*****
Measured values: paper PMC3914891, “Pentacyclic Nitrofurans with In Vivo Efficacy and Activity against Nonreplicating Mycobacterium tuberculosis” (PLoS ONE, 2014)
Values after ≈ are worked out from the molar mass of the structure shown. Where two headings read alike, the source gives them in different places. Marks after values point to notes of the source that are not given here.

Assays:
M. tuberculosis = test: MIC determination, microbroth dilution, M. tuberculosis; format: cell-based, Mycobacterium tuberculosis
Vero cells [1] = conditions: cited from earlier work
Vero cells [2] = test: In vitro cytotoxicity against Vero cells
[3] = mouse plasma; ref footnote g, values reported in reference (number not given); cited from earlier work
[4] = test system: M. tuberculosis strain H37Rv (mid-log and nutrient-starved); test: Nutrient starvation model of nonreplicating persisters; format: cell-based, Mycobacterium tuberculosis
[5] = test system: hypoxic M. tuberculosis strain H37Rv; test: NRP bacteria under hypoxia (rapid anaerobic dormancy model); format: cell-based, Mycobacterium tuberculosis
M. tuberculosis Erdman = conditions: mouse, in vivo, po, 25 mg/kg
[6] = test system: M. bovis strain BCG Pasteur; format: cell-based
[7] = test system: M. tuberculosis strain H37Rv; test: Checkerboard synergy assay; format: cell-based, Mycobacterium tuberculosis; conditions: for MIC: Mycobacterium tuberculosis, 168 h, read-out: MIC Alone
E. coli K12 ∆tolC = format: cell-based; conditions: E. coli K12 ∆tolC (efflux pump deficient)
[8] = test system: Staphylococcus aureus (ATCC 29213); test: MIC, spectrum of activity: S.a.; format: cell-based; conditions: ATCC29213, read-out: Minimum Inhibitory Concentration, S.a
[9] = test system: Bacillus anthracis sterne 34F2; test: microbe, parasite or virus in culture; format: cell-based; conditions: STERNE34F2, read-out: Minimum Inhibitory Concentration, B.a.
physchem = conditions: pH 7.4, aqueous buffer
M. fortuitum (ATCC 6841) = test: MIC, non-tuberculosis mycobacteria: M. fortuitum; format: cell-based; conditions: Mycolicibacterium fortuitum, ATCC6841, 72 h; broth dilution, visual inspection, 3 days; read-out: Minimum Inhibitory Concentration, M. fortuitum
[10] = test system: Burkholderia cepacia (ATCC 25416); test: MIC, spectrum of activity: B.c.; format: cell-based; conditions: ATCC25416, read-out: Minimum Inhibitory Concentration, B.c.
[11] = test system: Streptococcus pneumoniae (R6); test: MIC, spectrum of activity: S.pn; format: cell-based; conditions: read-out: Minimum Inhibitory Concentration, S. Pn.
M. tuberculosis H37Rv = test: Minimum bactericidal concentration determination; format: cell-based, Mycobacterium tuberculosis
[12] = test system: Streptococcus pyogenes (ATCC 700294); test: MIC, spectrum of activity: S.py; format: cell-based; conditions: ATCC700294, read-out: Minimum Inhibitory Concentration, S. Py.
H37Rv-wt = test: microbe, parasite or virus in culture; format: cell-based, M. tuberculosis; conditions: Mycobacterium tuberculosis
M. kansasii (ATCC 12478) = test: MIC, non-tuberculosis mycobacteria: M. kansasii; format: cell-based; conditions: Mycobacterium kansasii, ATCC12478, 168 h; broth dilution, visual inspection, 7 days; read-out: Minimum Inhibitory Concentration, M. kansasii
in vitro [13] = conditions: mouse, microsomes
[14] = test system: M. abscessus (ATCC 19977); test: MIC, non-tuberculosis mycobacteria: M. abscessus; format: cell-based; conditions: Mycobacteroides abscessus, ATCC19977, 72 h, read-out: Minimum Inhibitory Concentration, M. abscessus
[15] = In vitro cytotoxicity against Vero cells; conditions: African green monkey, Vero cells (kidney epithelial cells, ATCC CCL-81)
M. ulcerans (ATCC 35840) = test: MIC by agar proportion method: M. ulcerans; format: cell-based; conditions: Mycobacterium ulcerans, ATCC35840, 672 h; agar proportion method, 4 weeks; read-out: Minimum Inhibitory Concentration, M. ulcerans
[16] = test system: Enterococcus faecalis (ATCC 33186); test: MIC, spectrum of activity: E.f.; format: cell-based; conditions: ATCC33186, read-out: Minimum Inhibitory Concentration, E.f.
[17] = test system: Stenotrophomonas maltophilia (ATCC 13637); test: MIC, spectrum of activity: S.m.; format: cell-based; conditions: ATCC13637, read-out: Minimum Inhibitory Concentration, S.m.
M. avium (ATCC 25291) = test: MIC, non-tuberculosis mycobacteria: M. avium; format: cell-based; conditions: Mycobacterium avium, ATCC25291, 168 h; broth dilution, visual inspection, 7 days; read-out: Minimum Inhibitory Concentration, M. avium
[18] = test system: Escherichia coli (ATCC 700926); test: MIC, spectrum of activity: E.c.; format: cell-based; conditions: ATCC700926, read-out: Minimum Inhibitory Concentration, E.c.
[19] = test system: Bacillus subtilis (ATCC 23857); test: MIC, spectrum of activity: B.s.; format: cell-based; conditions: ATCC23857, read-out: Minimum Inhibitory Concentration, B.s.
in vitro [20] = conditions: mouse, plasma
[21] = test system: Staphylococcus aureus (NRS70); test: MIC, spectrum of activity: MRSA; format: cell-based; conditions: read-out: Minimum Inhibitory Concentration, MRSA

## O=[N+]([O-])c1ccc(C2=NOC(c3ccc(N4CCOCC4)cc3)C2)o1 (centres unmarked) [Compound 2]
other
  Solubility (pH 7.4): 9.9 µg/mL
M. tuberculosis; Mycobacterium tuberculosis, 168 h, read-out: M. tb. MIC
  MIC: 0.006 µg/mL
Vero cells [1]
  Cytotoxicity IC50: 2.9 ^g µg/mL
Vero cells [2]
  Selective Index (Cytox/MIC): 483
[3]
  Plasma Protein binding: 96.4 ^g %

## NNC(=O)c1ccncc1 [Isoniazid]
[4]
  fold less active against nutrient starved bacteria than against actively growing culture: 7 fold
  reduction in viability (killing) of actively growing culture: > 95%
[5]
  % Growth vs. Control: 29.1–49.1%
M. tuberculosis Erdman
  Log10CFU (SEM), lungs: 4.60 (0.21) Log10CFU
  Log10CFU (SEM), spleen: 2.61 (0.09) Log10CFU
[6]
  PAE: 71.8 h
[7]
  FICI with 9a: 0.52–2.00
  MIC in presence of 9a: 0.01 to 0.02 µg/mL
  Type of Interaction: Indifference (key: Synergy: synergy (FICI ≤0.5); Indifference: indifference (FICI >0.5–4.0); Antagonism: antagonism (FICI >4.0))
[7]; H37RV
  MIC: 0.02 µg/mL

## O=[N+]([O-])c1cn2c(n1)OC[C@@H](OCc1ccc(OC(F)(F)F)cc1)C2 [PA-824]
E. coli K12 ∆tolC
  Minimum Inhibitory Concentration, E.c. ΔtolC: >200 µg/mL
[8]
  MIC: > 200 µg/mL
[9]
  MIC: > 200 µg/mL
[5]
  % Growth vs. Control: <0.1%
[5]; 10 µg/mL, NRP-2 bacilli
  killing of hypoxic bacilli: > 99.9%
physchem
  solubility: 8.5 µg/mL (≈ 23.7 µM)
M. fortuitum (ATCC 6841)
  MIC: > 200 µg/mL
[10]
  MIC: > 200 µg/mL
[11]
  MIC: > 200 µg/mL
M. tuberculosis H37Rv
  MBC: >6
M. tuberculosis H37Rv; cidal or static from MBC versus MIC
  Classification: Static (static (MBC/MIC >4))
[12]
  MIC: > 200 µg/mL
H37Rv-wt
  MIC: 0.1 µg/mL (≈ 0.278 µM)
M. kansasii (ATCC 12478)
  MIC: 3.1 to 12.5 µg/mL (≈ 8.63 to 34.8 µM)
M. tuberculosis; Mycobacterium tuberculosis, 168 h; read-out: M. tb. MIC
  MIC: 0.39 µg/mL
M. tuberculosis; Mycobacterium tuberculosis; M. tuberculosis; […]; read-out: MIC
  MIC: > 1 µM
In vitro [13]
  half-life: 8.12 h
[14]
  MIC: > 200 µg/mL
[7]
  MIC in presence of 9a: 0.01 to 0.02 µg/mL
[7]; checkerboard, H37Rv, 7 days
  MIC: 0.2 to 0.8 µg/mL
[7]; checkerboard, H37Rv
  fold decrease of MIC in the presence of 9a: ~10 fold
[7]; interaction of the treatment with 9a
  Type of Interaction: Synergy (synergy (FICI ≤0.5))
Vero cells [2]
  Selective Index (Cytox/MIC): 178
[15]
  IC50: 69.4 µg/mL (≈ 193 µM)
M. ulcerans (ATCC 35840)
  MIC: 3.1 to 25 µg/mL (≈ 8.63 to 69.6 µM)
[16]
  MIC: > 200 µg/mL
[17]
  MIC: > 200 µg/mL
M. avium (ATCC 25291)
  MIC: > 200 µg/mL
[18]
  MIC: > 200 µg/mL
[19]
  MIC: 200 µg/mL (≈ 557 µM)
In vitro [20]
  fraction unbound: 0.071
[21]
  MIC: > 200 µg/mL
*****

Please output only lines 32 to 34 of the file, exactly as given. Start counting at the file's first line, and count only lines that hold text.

[19] = test system: Bacillus subtilis (ATCC 23857); test: MIC, spectrum of activity: B.s.; format: cell-based; conditions: ATCC23857, read-out: Minimum Inhibitory Concentration, B.s.
in vitro [20] = conditions: mouse, plasma
[21] = test system: Staphylococcus aureus (NRS70); test: MIC, spectrum of activity: MRSA; format: cell-based; conditions: read-out: Minimum Inhibitory Concentration, MRSA